The much younger tax justice campaign has focused predominantly on pushing legislative reforms in national and international forums. This situation may be changing. Year 2014 saw the launch of the Fair Tax mark in the UK, a voluntary labeling system that aims to set “a new standard in responsible tax practice – from the smallest shop to the biggest multinational.”

In the past few years, several cities in Europe have also shown their interest in adopting tax- and transparency-related provisions in their public procurement tenders. However, cities have found that using public procurement for promoting tax justice is easier said than done.

Helsinki and Malmö have been two cities where the issue has reached the city council. Both cities commissioned feasibility studies on reforming their procurement rules. The results of were not encouraging: civil servants concluded that it would be very difficult to show that payment of taxes or transparency of corporate structures are characteristics of the products or services that are being procured.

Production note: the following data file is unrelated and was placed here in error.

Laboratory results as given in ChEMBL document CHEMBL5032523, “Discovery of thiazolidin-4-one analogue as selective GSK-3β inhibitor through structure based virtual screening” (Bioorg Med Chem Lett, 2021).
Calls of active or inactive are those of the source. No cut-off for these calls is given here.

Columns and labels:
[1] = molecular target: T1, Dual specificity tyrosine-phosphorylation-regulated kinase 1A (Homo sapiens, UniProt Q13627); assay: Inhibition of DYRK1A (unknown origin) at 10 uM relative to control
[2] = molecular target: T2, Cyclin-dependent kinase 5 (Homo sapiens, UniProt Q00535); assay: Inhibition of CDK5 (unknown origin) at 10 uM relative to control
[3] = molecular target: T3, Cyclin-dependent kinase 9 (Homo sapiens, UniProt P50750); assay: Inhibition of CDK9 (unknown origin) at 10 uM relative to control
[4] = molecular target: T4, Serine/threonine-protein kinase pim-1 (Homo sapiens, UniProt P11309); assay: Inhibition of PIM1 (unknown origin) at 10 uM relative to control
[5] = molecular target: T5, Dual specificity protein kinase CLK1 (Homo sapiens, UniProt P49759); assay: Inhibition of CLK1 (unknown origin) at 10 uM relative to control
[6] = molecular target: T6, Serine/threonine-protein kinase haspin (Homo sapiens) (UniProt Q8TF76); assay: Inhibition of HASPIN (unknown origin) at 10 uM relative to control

However, it is unlikely that we have heard the last word yet. After all, the introduction of fair trade related criteria was also a contested issue few years ago. In 2008, the Dutch province of Noord Holland issues a procurement tender for the supply and management of automatic coffee machines from 1 January 2009 onward.

This contract notice provoked the European Commission (EC) to send a formal complaint to the Kingdom of the Netherlands on 15 May 2009. According to the EC letter, the specifications stipulated that the contract infringed the EU’s public procurement directive (2004/18) by demanding that the suppliers of tea and coffee adhere to the MAX HAVELAAR and EKO labels.